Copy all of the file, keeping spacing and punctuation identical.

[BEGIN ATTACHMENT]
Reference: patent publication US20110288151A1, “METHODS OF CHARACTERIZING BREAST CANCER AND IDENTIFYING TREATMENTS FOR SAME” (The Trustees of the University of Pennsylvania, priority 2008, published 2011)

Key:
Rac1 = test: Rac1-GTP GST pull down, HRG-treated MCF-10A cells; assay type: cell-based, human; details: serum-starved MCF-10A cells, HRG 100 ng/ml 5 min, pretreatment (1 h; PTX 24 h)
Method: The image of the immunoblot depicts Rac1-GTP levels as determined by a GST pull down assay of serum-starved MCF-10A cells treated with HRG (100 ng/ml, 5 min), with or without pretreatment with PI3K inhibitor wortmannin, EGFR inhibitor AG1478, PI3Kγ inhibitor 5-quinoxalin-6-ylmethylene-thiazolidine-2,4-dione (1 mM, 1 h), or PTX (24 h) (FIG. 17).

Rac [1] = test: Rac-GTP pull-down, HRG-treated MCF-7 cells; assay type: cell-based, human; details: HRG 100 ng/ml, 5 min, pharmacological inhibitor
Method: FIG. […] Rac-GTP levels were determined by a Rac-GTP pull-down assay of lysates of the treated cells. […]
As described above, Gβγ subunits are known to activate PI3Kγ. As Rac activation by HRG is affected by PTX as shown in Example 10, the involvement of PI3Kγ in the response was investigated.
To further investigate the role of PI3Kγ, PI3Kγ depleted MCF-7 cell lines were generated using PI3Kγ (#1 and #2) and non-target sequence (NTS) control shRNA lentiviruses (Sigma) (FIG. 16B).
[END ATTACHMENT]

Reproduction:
Reference: patent publication US20110288151A1, “METHODS OF CHARACTERIZING BREAST CANCER AND IDENTIFYING TREATMENTS FOR SAME” (The Trustees of the University of Pennsylvania, priority 2008, published 2011)

Key:
Rac1 = test: Rac1-GTP GST pull down, HRG-treated MCF-10A cells; assay type: cell-based, human; details: serum-starved MCF-10A cells, HRG 100 ng/ml 5 min, pretreatment (1 h; PTX 24 h)
Method: The image of the immunoblot depicts Rac1-GTP levels as determined by a GST pull down assay of serum-starved MCF-10A cells treated with HRG (100 ng/ml, 5 min), with or without pretreatment with PI3K inhibitor wortmannin, EGFR inhibitor AG1478, PI3Kγ inhibitor 5-quinoxalin-6-ylmethylene-thiazolidine-2,4-dione (1 mM, 1 h), or PTX (24 h) (FIG. 17).

Rac [1] = test: Rac-GTP pull-down, HRG-treated MCF-7 cells; assay type: cell-based, human; details: HRG 100 ng/ml, 5 min, pharmacological inhibitor
Method: FIG. […] Rac-GTP levels were determined by a Rac-GTP pull-down assay of lysates of the treated cells. […]
As described above, Gβγ subunits are known to activate PI3Kγ. As Rac activation by HRG is affected by PTX as shown in Example 10, the involvement of PI3Kγ in the response was investigated.
To further investigate the role of PI3Kγ, PI3Kγ depleted MCF-7 cell lines were generated using PI3Kγ (#1 and #2) and non-target sequence (NTS) control shRNA lentiviruses (Sigma) (FIG. 16B).